We’ve all said things we come to regret, where what sounds like a good idea at the time ends up as what the f— was I thinking? In an online culture where CEOs are celebrities and tweets go viral overnight, one mistake can turn into a full-blown crisis.

Who can forget Hillary Clinton’s classic line just ahead of the 2016 presidential election: “You can put half of Trump supporters into what I call the basket of deplorables,” she said, meaning those who are “racist, sexist, homophobic, xenophobic, Islamophobic.”

What she thought was red meat for her base ended up blowing up in her face. When she tried to walk it back the next day, Clinton said, “I regret saying ‘half’ – that was wrong,” leaving cynics to ponder whether she actually meant to say “all,” instead. That’s not how you defuse a crisis; that’s how you perpetuate it.

That was the turning point in the campaign. That – not the million and one excuses she’s constantly conjuring up – is what cost Clinton the White House.

Related: The Real Reason Hillary Clinton Lost

Every political and business leader knows that crises come with the territory. But the crises that often do the most damage are the ones we create for ourselves. Those unforced errors aren’t just the ones we regret the most, they’re the ones that come back to haunt us if we don’t handle them right in real time.

We all make mistakes, and we all have the power to make them better or worse after the fact. As jazz great Miles Davis once said, “When you hit a wrong note, it’s the next note that makes it good or bad.” Inherent in every self-made disaster is the potential for redemption. A little humility goes a long way.

I remember when 23-year-old Stanford grad Evan Spiegel had raised $163 million from some of Silicon Valley’s top VC firms and turned down a $3 billion cash offer from Facebook’s Mark Zuckerberg to acquire his young ephemeral messaging startup, Snapchat. Spiegel was on top of the world.

That changed the instant Gawker site Valleywag released a string of emails from Spiegel’s frat days that included graphic references to sex, drugs and alcohol abuse. Instead of making excuses or simply ignoring the firestorm of bad press, he swiftly owned up to it, issuing a sincere and unconditional apology:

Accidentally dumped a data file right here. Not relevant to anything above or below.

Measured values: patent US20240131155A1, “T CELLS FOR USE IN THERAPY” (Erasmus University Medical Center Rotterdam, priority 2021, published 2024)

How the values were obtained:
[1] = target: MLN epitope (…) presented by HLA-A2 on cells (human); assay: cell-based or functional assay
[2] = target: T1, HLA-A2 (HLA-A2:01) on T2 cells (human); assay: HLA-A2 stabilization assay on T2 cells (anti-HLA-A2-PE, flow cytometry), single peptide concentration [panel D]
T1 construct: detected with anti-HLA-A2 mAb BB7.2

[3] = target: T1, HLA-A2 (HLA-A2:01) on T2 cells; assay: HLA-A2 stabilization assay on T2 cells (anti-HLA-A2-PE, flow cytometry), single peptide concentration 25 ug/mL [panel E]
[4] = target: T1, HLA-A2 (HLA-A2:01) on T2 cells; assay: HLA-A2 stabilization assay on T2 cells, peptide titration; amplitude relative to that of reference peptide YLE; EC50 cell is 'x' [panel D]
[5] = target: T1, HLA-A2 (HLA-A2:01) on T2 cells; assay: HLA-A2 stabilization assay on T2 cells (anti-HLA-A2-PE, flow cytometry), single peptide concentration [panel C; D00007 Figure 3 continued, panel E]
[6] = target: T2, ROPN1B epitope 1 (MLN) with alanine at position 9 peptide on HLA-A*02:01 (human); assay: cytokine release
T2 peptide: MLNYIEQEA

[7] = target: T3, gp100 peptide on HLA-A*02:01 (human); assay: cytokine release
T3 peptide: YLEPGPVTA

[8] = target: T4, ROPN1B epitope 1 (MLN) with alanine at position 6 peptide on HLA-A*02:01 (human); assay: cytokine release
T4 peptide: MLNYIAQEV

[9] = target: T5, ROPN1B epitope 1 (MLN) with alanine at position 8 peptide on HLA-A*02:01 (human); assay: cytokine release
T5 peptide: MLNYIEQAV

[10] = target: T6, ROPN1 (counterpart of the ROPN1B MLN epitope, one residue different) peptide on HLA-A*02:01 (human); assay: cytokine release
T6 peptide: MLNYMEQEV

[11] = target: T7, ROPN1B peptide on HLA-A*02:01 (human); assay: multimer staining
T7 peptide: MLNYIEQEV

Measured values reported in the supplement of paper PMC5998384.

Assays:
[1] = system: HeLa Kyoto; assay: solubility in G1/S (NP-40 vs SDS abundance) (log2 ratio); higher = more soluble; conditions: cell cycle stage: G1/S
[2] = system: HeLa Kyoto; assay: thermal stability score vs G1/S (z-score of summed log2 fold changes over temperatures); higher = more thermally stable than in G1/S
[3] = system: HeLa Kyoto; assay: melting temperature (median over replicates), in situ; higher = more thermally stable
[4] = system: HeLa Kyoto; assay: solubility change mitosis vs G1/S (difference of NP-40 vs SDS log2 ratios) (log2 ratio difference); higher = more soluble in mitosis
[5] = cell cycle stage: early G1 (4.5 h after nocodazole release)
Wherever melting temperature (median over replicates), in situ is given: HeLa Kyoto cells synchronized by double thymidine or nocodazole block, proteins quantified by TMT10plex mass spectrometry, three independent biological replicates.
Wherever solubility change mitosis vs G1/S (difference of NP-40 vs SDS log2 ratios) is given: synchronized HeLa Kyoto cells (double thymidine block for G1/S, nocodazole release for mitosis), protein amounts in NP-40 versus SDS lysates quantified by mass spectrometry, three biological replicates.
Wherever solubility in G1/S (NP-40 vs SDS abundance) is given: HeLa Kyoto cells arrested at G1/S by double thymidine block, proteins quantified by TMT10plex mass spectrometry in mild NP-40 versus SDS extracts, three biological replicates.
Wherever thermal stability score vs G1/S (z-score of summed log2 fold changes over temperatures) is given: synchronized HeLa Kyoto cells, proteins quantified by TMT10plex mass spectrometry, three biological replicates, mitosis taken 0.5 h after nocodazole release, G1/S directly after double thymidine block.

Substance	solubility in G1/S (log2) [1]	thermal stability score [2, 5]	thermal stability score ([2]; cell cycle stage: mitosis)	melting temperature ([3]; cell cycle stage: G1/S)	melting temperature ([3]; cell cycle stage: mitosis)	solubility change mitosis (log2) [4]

“I’m obviously mortified and embarrassed that my idiotic emails during my fraternity days were made public. I have no excuse. I’m sorry I wrote them at the time and I was jerk to have written them. They in no way reflect who I am today or my views towards women.”

Related: If You Want to Destroy Your Career, Do This

That was exactly the right thing to do. Spiegel didn’t sidestep. He didn’t wait. Not only did he get to keep his job, Snapchat emerged as a social media powerhouse. Today Snap is a public company worth $17 billion. Not too shabby.

What makes that particular example so stunning isn’t just the level of maturity Spiegel displayed but its rarity, even among experienced executives who should know better. Countless stories come to mind but my hands-down favorite is Apple’s iPhone 4 reception problem known as Antennagate, when Steve Jobs famously said, “Just avoid holding it that way.”

Not Jobs’ finest moment.

It’s painful to look back and see how much our unforced errors cost us, especially the ones we failed to own up to and handle as we should. Save yourself the trouble and deal with them proactively. Crisis management may not be rocket science, but for far too many leaders, it may just as well be.

A version of this originally appeared on Fortune.com.

Image credit United States Mission Geneva via Flickr